When the building finally collapsed on April 24, 2013, it was too late to rescue many of them. The building was originally intended to only be a social space, however, the owner of the building decided to add extra floors on top of the already existing 5-story building.What did Rana Plaza produce? ›
Factories in Rana Plaza produced garments for the likes of Italian retailer Bennetton and British fast fashion brand Primark. As such, the disaster held a mirror up to the developed world, namely consumers hungry for cheap clothing and Western brands using low-cost production to meet demand.
A number of Western companies, from Nike to Ivanka Trump to H&M, source labor from Bangladesh. Specifically, Zara, Walmart, Benetton, and Mango had all produced apparel in Rana Plaza factories.Who owns Rana Plaza? ›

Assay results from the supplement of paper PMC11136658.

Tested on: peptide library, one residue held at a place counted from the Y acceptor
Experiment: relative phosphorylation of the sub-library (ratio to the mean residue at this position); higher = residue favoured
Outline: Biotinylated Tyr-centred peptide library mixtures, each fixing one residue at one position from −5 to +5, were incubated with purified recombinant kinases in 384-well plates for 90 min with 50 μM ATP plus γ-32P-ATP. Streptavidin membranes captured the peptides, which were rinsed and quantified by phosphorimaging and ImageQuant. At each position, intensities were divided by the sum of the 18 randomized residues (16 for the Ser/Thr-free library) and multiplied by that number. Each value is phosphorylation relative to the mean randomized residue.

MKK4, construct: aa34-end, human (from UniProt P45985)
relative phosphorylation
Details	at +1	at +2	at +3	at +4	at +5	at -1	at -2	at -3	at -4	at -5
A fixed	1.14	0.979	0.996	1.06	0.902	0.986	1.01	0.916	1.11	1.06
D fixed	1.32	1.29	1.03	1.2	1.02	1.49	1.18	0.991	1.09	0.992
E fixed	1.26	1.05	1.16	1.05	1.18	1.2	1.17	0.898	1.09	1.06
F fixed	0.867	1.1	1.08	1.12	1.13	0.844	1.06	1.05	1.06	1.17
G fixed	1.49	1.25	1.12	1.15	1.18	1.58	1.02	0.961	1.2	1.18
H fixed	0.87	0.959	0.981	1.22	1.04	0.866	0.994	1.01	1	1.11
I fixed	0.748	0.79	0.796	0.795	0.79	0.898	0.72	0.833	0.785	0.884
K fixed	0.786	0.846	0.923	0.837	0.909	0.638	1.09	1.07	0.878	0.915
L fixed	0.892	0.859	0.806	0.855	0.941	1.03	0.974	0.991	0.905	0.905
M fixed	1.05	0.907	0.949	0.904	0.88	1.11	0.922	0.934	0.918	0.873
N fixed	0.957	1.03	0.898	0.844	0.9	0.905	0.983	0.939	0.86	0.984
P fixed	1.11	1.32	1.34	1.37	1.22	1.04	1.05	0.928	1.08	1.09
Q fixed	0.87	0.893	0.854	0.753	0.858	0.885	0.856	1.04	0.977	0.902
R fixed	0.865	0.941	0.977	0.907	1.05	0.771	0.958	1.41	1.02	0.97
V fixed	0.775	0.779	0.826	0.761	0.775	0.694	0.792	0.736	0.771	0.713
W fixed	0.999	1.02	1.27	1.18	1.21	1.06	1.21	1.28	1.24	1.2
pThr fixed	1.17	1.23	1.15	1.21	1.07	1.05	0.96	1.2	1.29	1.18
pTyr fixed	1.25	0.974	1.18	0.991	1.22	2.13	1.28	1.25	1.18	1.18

A team of Rapid Action Battalion (RAB) arrested Sohel Rana, the owner of Rana Plaza, when he was trying to flee to India through Benapole on 29 April that year. Since then he has been behind the bars.What is Rana Plaza best known for? ›
It was the deadliest accident in the history of the garment industry. Ten years later, has anything changed for factory workers?Which Walmart designer left Bangladesh? ›
Before he left Bangladesh, the fifth estate took former Walmart designer Sujeet Sennik to see what remains of Rana Plaza.Why are so many clothes made in Bangladesh? ›
Bangladesh is Duty-Free
This status affords the country reduced tariffs on numerous developing and developed countries. With over 52 countries around the globe offering Bangladesh duty-free market access, you can rest assured that its products are highly likely to be competitive even on a global scale.
The latest survey report by Hong Kong-based supply chain compliance solutions provider, QIMA, ranked Bangladesh second in “Ethical Manufacturing” with a score of 7.7 after Taiwan that scored 8.0.What is the old name of Bangladesh? ›